Kidney Problems in Dogs

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Over the last few weeks, your nine year old Bullmastiff girl has been on your mind. She is drinking more then normal and asking you in the middle of the night to let her out to urinate. That in itself is not the worry; it is the weight loss and overall lethargy that has you really concerned. The last straw was when she started vomiting – you had her into the vet the next morning for a full work up but his diagnosis floored you! How could she have chronic renal disease? How could her kidneys be so far gone and you never noticed until now?

The early stages of renal disease are hard to notice as many of the symptoms are mostly benign and can be written off as advancing age. 

Symptoms of Kidney Problems in Dogs Include:

  • Drinking excess water
  • Frequent urination
  • Urine will not concentrate so it is pale in color with hardly any odor
  • Leaking urine (more common in females)
  • Vomiting 
  • Weight Loss
  • Anorexia
  • Lethargy
  • Muscle Weakness

And, once blood and urine samples are run, the doctor will find: 

  • An elevated blood urea nitrogen (BUN) and creatinine
  • High levels of protein in the urine 
  • Urine does not concentrate

Most owners do not notice the decline in their pet until the vomiting begins and the dog is off their food. When a dog with usually an unstoppable appetite suddenly will not eat their favorite food, alarm bells go off the unsuspecting for owners. Unfortunately, by the time symptoms begin to show, the kidneys are already working at below twenty-five percent of full function, making the alarm bells ring for the vet!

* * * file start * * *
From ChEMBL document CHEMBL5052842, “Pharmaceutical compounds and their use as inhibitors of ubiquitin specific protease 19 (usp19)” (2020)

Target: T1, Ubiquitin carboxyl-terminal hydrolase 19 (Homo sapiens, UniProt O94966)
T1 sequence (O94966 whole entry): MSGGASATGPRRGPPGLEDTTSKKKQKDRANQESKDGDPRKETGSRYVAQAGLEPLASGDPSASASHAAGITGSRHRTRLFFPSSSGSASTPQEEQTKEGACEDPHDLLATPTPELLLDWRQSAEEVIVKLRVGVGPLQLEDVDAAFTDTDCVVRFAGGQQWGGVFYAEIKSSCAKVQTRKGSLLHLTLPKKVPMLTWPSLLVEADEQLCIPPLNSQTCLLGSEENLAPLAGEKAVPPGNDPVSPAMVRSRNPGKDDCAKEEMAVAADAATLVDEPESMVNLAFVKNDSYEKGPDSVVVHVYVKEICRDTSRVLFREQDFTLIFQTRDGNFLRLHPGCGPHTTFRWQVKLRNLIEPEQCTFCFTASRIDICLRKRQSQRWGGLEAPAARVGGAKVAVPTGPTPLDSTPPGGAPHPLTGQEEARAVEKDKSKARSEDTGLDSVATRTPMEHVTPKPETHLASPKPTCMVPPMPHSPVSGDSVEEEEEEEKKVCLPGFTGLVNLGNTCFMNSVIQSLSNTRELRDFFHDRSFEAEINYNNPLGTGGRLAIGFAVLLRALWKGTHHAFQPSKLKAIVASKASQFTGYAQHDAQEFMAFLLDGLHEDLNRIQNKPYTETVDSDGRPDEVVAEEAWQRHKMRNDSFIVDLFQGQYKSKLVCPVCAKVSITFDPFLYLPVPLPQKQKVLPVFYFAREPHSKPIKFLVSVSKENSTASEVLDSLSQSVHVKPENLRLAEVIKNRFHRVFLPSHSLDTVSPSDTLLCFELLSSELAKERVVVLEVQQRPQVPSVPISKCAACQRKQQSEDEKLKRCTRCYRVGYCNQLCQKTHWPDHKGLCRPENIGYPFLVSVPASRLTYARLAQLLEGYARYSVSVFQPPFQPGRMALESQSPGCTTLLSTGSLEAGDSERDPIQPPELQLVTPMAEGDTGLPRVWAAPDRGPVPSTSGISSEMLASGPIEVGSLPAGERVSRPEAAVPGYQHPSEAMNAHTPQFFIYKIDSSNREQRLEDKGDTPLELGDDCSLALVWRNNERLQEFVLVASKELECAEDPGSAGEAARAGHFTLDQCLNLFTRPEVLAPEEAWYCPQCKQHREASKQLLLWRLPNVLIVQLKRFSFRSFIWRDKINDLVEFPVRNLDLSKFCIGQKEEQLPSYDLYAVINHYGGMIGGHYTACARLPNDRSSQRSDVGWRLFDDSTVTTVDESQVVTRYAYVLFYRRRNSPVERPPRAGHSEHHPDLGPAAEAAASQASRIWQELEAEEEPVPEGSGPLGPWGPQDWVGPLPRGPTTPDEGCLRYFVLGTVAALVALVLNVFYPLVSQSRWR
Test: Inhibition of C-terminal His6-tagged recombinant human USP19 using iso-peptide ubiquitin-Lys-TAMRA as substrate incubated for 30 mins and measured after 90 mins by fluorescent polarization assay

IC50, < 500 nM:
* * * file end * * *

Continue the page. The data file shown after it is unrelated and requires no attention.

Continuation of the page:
Our kidneys are the filtering system for our blood. They also produce hormones that stimulate red-blood-cell production, help regulate calcium, magnesium and phosphorous levels and keep our blood pressure within normal parameters. Kidneys are filled with thousands of tiny funnels called nephrons that work to filter and balance fluid levels in the body. When they do not work right, it affects our entire bodies, not just our urine output. Thankfully nephrons are hardy and the canine, as well as human body, come with an overabundance of these microscopic funnels and it is not until the level of functioning nephrons drops below 25% that they no longer can keep up with the physical demand of clearing out the blood of toxins and maintaining a correct fluid balance. As the level of functioning nephrons drop, the remaining nephrons cannot compensate and symptoms develop. Although, if the disease progressed slowly enough, the remaining nephrons can adjust to the higher demand placed on them.